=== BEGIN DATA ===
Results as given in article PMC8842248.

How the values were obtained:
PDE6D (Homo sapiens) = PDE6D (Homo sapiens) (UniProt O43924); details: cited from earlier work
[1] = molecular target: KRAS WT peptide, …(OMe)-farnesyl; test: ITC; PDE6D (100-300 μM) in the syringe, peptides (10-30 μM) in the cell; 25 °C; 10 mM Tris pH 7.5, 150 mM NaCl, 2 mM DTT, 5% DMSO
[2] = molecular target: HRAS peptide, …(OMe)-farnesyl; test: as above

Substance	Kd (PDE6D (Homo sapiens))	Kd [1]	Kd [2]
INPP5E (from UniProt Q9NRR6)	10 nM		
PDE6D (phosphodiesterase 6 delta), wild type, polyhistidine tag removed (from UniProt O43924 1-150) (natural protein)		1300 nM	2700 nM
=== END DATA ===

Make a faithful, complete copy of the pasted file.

Results as given in article PMC8842248.

How the values were obtained:
PDE6D (Homo sapiens) = PDE6D (Homo sapiens) (UniProt O43924); details: cited from earlier work
[1] = molecular target: KRAS WT peptide, …(OMe)-farnesyl; test: ITC; PDE6D (100-300 μM) in the syringe, peptides (10-30 μM) in the cell; 25 °C; 10 mM Tris pH 7.5, 150 mM NaCl, 2 mM DTT, 5% DMSO
[2] = molecular target: HRAS peptide, …(OMe)-farnesyl; test: as above

Substance	Kd (PDE6D (Homo sapiens))	Kd [1]	Kd [2]
INPP5E (from UniProt Q9NRR6)	10 nM		
PDE6D (phosphodiesterase 6 delta), wild type, polyhistidine tag removed (from UniProt O43924 1-150) (natural protein)		1300 nM	2700 nM